Friday, May 22, 2009

57th Annual Florida Folk Festival is this Weekend

This weekend offers a great opportunity to learn more about pioneer life in Florida as it was lived at the time of Civil War.

The 57th Annual Florida Folk Festival takes place this weekend at the Stephen Foster Folk Culture Center State Park in White Springs. Located just off I-75, just north of the I-10 interchange, the park hosts the outstanding event each year.

Considered one of the finest festivals of its kind in the country, this year's version of the Florida Folk Festival features more than 200 Florida folk artists, classic Florida cooking (yes, including cornbread and collard greens and shrimp gumbo), pine needle basket making and a variety of other demonstrations as well as venders of traditional crafts. Many of the traditional activities on display this weekend date back to before the Civil War and give visitors a great chance to learn more about life in early Florida. Plus the music and food are just outstanding!

Admission is $25 for adults, $5 for kids ages 6 to 16. Children under 6 are admitted free.

Monday, May 18, 2009

Union Soldiers of Florida, Part Six

This is part of a continuing series on the part played by Union soldiers from Florida during the Civil War. To read the previous posts, please scroll down the page or check the archives section.

As the Union troops under Brigadier General Alexander Asboth approached Marianna on the morning of September 27, 1864, the 2nd Maine Cavalry was in the lead but the men of the 1st Florida U.S. Cavalry were close enough to the action to see and know what was happening.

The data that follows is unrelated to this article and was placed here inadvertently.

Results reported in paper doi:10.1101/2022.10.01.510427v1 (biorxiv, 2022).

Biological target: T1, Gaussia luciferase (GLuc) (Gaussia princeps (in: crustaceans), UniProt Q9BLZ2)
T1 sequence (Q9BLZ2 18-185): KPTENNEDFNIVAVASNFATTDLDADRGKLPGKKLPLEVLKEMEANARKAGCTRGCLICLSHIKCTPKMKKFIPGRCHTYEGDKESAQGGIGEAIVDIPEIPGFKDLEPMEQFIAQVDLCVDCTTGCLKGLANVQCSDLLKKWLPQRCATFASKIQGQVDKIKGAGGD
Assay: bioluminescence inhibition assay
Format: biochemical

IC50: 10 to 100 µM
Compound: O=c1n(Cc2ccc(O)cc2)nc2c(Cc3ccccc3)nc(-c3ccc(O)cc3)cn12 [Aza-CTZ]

The 2nd Maine broke through a Confederate line of battle about three miles northwest of Marianna at around midmorning and from there the Union troops engaged the retreating cavalry in a running skirmish back to the edge of Marianna. In a brief pause at the edge of town, the Union forces divided. Some of the troops, apparently almost all from the 1st Florida U.S., undertook a flanking move along a logging road that passed around the northern edge of town. The others, also including at least a company of men from the 1st Florida U.S. headed straight up the main road.

The initial attack on the town by Cutler's Battalion of the 2nd Maine Cavalry was driven back in confusion after running into stiff resistance by Colonel Alexander Montgomery and a couple of companies of Confederate cavalry. General Asboth spurred to the front and led a second charge of the main road, this one by Hutchinson's Battalion of the Second Maine, a company of the 1st Florida U.S. right behind.

The charging Federals ran into a line of wagons and other debris placed across the main road to slow a cavalry charge and as they were making their way around, through and over it, several companies of local home guards suddenly opened on them with a fierce volley of fire from shotguns, old muskets and any other weapon they could get their hands on. More than 30 men at the head of the column, including General Asboth, fell dead or wounded.

According to Wade Richardson of the 1st Florida U.S., the home guards made an attempt to capture the wounded general, but were driven back by some of his comrades with their sabers.